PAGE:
Glimpses of Our Dystopian Neo-Liberal Future: Electrical Power in Virginia

In the aftermath of Hurricane Sandy, which knocked out power to parts of Virginia for several days, relatives, having lost their power, decided to get a natural gas-powered generator (their house has a gas line). Sadly, it has become a necessity: they now lose their power for extended periods (at least a day) several times per year. At least once per year, they have had to seek shelter elsewhere. In a 21st-century developed country, this is already outrageous, but here’s the kicker: as the crow flies, they live less than seven miles from the White House. That’s right. Drive a half-hour (not during rush hour though) from the supposed Capital of the Free World, and the power goes out anytime there are sustained winds above 35 – 40 miles per hour.

This is not the boonies. Many government officials and workers live in this area. These outages actually affect the ability of the federal government to function. This is a national embarrassment and is a perfect storm (pun intended) of neo-liberalism and decaying infrastructure.

This is something new: it wasn’t like this when I lived in the area twenty years ago. So why does this happen so often? First, while my relatives live in a neighborhood with underground wires, the wires to the neighborhood are above ground. The wires weren’t installed below ground because it was too expensive. Rather than pay upfront, skimp on the initial expense and pay it out later. That’s not entirely accurate: the consumers, not developers or shareholders, pay it out later. This is a common modus operandi for the Commonwealth of Virginia.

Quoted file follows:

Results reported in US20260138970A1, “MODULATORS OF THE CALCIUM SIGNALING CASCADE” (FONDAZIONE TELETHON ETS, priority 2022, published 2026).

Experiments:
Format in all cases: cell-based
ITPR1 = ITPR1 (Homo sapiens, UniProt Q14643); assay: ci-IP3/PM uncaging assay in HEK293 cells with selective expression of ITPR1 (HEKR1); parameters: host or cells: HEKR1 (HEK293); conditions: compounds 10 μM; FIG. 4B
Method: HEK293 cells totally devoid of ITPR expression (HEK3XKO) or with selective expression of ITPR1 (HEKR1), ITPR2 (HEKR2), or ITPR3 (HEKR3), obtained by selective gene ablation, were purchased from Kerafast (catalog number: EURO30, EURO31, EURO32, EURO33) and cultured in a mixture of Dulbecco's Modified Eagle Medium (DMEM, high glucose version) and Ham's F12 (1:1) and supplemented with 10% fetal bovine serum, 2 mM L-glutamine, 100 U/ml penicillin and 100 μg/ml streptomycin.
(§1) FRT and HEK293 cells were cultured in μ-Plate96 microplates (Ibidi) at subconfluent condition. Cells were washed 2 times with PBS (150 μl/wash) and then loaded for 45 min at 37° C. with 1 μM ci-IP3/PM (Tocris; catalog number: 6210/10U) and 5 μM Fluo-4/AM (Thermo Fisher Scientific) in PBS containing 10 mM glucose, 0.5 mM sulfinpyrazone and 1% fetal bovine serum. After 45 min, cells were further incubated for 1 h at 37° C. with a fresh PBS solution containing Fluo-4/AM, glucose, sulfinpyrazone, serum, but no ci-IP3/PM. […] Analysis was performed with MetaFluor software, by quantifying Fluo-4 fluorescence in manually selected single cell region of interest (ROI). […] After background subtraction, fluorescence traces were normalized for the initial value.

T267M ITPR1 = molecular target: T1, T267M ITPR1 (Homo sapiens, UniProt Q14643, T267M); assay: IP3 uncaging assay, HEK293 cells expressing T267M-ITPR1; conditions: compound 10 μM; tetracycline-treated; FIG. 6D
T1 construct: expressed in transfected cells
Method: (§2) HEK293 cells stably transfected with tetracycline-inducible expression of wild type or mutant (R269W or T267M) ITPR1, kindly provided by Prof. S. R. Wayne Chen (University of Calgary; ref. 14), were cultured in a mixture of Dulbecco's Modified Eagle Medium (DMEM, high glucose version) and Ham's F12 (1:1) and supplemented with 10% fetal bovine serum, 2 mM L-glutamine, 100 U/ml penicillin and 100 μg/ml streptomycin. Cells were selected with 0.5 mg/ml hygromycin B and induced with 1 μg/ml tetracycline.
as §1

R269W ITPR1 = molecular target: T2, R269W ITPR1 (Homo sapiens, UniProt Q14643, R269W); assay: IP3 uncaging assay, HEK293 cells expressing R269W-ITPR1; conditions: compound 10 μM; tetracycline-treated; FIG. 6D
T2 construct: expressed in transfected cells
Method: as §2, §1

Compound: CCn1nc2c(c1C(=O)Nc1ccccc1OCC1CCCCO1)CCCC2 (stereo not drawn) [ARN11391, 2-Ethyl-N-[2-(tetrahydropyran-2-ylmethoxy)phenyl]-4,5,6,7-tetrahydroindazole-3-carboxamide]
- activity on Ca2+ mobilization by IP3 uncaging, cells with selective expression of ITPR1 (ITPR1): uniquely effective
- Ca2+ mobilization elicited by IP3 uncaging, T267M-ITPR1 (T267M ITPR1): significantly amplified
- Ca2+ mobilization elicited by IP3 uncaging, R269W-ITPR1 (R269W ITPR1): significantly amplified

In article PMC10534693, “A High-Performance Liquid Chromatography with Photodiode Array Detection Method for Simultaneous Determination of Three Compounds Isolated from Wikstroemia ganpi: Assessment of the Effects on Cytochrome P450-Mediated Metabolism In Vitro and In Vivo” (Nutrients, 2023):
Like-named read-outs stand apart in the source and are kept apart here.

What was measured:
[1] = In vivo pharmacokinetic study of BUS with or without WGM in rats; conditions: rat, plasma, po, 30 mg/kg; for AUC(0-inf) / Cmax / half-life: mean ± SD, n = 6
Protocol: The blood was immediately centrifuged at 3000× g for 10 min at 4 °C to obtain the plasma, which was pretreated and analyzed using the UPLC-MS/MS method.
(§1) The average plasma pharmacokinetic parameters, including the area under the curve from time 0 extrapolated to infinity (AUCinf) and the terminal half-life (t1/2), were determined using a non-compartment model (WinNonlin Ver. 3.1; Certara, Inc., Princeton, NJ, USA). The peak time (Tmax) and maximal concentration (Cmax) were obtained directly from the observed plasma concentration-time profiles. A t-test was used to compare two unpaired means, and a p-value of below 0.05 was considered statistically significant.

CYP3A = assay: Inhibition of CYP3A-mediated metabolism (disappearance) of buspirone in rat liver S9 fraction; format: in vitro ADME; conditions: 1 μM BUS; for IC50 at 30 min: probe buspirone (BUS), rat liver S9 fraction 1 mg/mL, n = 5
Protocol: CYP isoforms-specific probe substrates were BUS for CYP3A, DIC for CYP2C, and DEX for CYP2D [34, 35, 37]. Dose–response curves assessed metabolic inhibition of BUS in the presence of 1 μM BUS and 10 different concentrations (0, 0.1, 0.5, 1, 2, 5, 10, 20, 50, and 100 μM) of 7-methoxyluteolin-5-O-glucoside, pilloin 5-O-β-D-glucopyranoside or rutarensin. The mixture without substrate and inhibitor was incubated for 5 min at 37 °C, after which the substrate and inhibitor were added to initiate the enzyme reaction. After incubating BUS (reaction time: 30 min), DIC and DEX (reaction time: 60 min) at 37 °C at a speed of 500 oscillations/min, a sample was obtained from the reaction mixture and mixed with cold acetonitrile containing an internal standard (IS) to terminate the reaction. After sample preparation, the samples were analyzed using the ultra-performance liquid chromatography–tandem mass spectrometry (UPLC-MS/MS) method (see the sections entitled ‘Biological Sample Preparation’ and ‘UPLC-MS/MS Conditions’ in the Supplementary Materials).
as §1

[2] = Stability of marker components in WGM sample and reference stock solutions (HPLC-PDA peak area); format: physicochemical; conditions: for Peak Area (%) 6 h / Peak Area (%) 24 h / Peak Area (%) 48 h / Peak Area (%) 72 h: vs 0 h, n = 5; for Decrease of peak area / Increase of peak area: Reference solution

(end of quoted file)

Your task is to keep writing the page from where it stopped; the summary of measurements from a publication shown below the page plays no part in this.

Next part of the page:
Anyone who has been to Virginia knows there are a lot of trees* and those trees grow really quickly. Constant tree maintenance is required (i.e., trimming trees back). Yet the local electrical utility has drastically cut the maintenance budgets. Why? Because the local utility used to be a very small company that decided to become a Great Big Company. Did it deliver energy at a better rate and build its business that way? Of course not–this is 21st century America! Instead, it borrowed a ridiculous amount of money (‘leveraged up’) which it now has to pay back. These payments require cost savings, so guess what gets cut? (another pun, I know). Maintenance. And the state regulators did and continue to do nothing to stop this, thanks to an ideology that posits business knows best (there very well could be political corruption involved too). Though I’m sure Virginia Attorney General Ken Cuccinelli will get right on this issue, just after he has finished harassing climatologists and getting all up in women’s vaginas.

So, thanks to the failure of basic governance and infrastructure that occurred less than ten miles from the nation’s capital, my relatives have been forced to purchase a generator that hooks into the gas line. When they were talking to the installation inspector, he told them that he was working six days a week, and that there was a several month backlog. Mind you, this installation is expensive–my relatives are fortunate enough to be able to afford this. When the generator switches on, it’s expensive to run (and, of course, there will be no reimbursement from the electric company. You silly billy, you!). But not having a generator isn’t an option. When the power dies on a 100 degree day (and for several days), staying in the house can be deadly. And the post-hurricane Sandy 43 degree weather wasn’t exactly fun either.